Article Summary: Factors affecting faculty use of learning object repositories

Learning objects are resources to support learning, like textbooks, journal papers, videos, animations, slideshows, case studies, drills and practices, etc. Collections are made at various institutions to gather these objects in one place is to make curriculum development more effective – reducing cost and time in finding the objects to incorporate in a course. These collections are called learning object repositories (LORs). Previous studies (as cited in Xu, 2014, p. 1066) show that LORs are lacking users. What are the factors that motivate or impede faculty to use LORs? This study aims to answer this question.

Motivation and impediment to usage will be measured using the Unified Theory of Acceptance and Use of Technology (UTAUT) theoretical framework. Four of UTAUT’s seven dimensions are key factors in user acceptance: performance expectancy, effort expectancy, social influences and facilitating conditions. Faculty from two universities were research subjects. Metadata schema at both LORs was based on the Institute of Electrical and Electronic Engineers standard for learning object metadata (IEEE LOM).

A coding scheme was created at the onset of this study. Results of the study (page 1073) indicated that faculty users are motivated by 22 factors to use LOR with 12 of those highly motivating; 13 factor impede faculty from using LORs, with 2 highly impeding.

Motivates (in parenthesis are author strategies for using this factor):

  • Usefulness
  • Reduce students’ education costs
  • Education environment-fit
  • Support active learning (market LOs as a course supplement; presents their concept in existing class in another way for students to learn)
  • Save time
  • Convenient for teaching
  • Free
  • Advance students’ learning
  • Institution facilitation (integrate LOR into existing online learning management systems so faculty can see it as an option without going to the LOR)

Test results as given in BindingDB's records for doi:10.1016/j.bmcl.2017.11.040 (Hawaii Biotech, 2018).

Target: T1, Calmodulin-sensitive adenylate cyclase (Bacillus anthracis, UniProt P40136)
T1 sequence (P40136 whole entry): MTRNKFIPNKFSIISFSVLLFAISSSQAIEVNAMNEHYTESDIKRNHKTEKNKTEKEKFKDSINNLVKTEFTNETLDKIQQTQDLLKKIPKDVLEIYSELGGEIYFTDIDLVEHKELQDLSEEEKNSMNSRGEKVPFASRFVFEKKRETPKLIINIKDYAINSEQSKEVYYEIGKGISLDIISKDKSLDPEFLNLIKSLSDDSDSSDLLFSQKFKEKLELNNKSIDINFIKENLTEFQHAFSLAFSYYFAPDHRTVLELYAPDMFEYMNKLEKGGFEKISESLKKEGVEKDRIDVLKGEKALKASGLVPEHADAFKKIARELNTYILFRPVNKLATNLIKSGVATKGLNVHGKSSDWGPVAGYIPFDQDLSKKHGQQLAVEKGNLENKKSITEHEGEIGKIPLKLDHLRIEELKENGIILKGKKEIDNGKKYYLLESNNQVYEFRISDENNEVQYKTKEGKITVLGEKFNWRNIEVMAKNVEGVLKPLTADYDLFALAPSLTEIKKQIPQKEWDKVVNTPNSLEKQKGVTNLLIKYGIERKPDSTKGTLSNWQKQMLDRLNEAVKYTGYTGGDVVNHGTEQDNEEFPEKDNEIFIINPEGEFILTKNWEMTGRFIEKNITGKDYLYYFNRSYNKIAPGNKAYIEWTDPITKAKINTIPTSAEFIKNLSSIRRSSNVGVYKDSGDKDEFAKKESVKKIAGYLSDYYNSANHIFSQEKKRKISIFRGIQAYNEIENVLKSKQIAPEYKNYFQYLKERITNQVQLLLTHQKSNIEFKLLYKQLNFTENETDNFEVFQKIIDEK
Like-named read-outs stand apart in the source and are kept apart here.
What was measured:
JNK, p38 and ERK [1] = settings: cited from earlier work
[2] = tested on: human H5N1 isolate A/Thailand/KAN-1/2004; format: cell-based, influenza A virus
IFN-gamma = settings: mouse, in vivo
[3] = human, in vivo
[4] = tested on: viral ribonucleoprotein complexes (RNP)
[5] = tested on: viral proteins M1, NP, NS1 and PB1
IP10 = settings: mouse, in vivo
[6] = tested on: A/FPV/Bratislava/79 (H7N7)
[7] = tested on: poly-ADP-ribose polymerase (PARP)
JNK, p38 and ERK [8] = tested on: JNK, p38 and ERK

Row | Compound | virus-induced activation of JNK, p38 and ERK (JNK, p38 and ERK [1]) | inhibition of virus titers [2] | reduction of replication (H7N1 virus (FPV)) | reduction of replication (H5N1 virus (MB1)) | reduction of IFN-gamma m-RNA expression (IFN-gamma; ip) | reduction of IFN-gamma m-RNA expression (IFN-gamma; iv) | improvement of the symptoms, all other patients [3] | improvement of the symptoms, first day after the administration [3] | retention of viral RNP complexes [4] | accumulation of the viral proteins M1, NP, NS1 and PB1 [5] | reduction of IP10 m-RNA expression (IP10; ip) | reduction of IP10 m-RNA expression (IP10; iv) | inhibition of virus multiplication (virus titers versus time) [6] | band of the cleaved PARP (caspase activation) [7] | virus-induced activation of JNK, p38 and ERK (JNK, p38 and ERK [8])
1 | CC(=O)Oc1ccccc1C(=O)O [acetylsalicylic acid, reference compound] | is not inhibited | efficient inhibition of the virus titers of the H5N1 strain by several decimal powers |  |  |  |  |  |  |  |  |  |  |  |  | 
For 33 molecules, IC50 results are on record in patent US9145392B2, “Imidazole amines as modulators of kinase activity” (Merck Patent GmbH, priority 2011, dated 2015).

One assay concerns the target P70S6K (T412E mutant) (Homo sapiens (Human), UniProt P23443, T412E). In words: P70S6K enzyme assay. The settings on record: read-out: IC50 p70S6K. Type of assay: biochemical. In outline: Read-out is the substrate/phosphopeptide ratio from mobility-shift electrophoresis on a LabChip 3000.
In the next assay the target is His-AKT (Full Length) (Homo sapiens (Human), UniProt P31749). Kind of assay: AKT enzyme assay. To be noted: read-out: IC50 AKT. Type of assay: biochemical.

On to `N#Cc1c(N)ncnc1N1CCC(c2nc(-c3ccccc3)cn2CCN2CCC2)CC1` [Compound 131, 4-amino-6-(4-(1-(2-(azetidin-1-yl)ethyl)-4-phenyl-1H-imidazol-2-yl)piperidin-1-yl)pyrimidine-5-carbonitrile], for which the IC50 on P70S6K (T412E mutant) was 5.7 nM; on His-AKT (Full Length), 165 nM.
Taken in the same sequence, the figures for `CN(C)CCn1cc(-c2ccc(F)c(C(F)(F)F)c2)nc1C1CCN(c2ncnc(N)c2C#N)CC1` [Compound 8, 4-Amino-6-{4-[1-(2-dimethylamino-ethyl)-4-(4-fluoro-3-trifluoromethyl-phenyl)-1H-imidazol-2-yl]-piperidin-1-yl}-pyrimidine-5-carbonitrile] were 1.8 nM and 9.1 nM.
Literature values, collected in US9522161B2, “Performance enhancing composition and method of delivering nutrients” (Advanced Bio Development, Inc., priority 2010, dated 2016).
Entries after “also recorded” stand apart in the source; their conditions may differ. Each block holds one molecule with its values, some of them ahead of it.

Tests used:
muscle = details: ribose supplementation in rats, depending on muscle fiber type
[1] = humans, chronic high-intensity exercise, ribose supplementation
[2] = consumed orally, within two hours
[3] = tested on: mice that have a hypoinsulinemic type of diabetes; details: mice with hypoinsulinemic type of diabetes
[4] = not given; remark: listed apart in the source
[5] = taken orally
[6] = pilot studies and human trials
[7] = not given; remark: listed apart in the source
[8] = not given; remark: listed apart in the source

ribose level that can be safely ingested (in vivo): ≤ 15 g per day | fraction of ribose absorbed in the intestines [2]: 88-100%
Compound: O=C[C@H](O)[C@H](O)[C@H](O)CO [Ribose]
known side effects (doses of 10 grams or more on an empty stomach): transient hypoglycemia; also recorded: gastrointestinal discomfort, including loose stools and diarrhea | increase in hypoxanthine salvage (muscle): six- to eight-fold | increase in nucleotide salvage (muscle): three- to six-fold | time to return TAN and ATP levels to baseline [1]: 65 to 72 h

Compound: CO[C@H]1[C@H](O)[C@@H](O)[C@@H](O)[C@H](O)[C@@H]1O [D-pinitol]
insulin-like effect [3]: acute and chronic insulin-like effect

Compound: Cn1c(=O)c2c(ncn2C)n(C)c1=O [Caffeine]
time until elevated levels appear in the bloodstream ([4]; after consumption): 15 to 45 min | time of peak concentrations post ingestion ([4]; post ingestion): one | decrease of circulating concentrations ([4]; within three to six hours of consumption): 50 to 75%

• Copyright facilitation (make copyright clear; particularly if using Creative Commons licenses)
  • Belief in sharing (promote the use of and ability to add to the LOR)
  • Enjoy using technology (provide training and technology support)


  • Concerns about LOs stability and persistence (implement version control and a persistent URL; make consequences and notices for those withdrawing existing LOs)
  • Inadequate quantity (encourage faculty to deposit LOs; urge educational professionals to create LOs)

In a time when libraries are searching for ways to be more valuable to institutions, I would make this my number one priority. Professors want their classes to be educational and technologically current; this is an optimal way to hand them several options. It would behoove us as librarians keeping the repository to be on the lookout for them to add more items and make sure to keep an eye on what is being used in classes already so faculty do not feel the LOR is out-of-date if they see fellow professors using LOs that are not in the LOR inventory. Even if there are copyright issues it may be beneficial to at least list the very cool permission restricted items and give an explanation so the faculty member knows how to get permission if they want to jump through those proverbial hoops. Metadata filters would include type of LO, subject matter, and learning outcomes.

Xu, H. (2015). Factors affecting faculty use of learning object repositories. The Electronic Library, 33(6), 1065-1078. Retrieved from

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